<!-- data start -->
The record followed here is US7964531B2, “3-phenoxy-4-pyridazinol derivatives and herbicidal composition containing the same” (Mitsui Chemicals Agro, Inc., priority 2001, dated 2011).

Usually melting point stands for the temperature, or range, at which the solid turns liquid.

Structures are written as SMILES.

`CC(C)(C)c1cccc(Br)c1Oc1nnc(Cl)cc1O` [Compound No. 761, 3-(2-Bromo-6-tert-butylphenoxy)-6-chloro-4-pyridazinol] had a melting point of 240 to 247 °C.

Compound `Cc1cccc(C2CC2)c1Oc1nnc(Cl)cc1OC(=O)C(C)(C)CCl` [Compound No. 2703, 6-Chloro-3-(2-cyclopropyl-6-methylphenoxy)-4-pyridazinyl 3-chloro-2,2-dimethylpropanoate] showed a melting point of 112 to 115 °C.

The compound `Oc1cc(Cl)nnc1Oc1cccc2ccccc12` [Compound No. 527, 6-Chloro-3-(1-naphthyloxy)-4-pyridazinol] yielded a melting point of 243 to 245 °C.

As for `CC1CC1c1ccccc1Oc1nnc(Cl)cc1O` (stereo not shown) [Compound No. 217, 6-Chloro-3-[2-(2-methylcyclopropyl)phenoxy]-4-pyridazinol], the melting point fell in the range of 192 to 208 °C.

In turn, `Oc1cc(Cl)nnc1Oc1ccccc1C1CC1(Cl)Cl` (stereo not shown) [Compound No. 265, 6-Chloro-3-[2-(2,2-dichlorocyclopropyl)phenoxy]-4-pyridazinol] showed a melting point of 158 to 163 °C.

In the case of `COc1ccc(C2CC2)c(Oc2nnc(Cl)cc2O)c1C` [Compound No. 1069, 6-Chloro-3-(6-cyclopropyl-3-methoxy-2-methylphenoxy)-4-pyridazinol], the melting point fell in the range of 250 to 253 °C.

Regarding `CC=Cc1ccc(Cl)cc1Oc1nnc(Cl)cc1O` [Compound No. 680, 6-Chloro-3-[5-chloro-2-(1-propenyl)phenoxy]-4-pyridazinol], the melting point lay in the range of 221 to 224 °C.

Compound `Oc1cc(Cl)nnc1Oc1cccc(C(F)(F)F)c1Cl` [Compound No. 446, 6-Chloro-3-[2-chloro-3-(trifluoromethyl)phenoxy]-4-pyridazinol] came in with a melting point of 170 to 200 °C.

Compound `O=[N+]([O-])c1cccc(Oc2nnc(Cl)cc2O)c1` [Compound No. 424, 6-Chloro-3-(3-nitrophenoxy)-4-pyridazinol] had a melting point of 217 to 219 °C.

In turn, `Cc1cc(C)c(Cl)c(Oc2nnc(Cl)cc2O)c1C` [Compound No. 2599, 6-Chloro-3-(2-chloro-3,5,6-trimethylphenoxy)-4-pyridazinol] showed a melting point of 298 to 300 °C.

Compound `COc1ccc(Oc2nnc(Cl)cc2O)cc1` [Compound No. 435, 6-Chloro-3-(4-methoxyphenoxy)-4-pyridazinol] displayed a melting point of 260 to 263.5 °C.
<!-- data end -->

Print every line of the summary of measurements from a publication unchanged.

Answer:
The record followed here is US7964531B2, “3-phenoxy-4-pyridazinol derivatives and herbicidal composition containing the same” (Mitsui Chemicals Agro, Inc., priority 2001, dated 2011).

Usually melting point stands for the temperature, or range, at which the solid turns liquid.

Structures are written as SMILES.

`CC(C)(C)c1cccc(Br)c1Oc1nnc(Cl)cc1O` [Compound No. 761, 3-(2-Bromo-6-tert-butylphenoxy)-6-chloro-4-pyridazinol] had a melting point of 240 to 247 °C.

Compound `Cc1cccc(C2CC2)c1Oc1nnc(Cl)cc1OC(=O)C(C)(C)CCl` [Compound No. 2703, 6-Chloro-3-(2-cyclopropyl-6-methylphenoxy)-4-pyridazinyl 3-chloro-2,2-dimethylpropanoate] showed a melting point of 112 to 115 °C.

The compound `Oc1cc(Cl)nnc1Oc1cccc2ccccc12` [Compound No. 527, 6-Chloro-3-(1-naphthyloxy)-4-pyridazinol] yielded a melting point of 243 to 245 °C.

As for `CC1CC1c1ccccc1Oc1nnc(Cl)cc1O` (stereo not shown) [Compound No. 217, 6-Chloro-3-[2-(2-methylcyclopropyl)phenoxy]-4-pyridazinol], the melting point fell in the range of 192 to 208 °C.

In turn, `Oc1cc(Cl)nnc1Oc1ccccc1C1CC1(Cl)Cl` (stereo not shown) [Compound No. 265, 6-Chloro-3-[2-(2,2-dichlorocyclopropyl)phenoxy]-4-pyridazinol] showed a melting point of 158 to 163 °C.

In the case of `COc1ccc(C2CC2)c(Oc2nnc(Cl)cc2O)c1C` [Compound No. 1069, 6-Chloro-3-(6-cyclopropyl-3-methoxy-2-methylphenoxy)-4-pyridazinol], the melting point fell in the range of 250 to 253 °C.

Regarding `CC=Cc1ccc(Cl)cc1Oc1nnc(Cl)cc1O` [Compound No. 680, 6-Chloro-3-[5-chloro-2-(1-propenyl)phenoxy]-4-pyridazinol], the melting point lay in the range of 221 to 224 °C.

Compound `Oc1cc(Cl)nnc1Oc1cccc(C(F)(F)F)c1Cl` [Compound No. 446, 6-Chloro-3-[2-chloro-3-(trifluoromethyl)phenoxy]-4-pyridazinol] came in with a melting point of 170 to 200 °C.

Compound `O=[N+]([O-])c1cccc(Oc2nnc(Cl)cc2O)c1` [Compound No. 424, 6-Chloro-3-(3-nitrophenoxy)-4-pyridazinol] had a melting point of 217 to 219 °C.

In turn, `Cc1cc(C)c(Cl)c(Oc2nnc(Cl)cc2O)c1C` [Compound No. 2599, 6-Chloro-3-(2-chloro-3,5,6-trimethylphenoxy)-4-pyridazinol] showed a melting point of 298 to 300 °C.

Compound `COc1ccc(Oc2nnc(Cl)cc2O)cc1` [Compound No. 435, 6-Chloro-3-(4-methoxyphenoxy)-4-pyridazinol] displayed a melting point of 260 to 263.5 °C.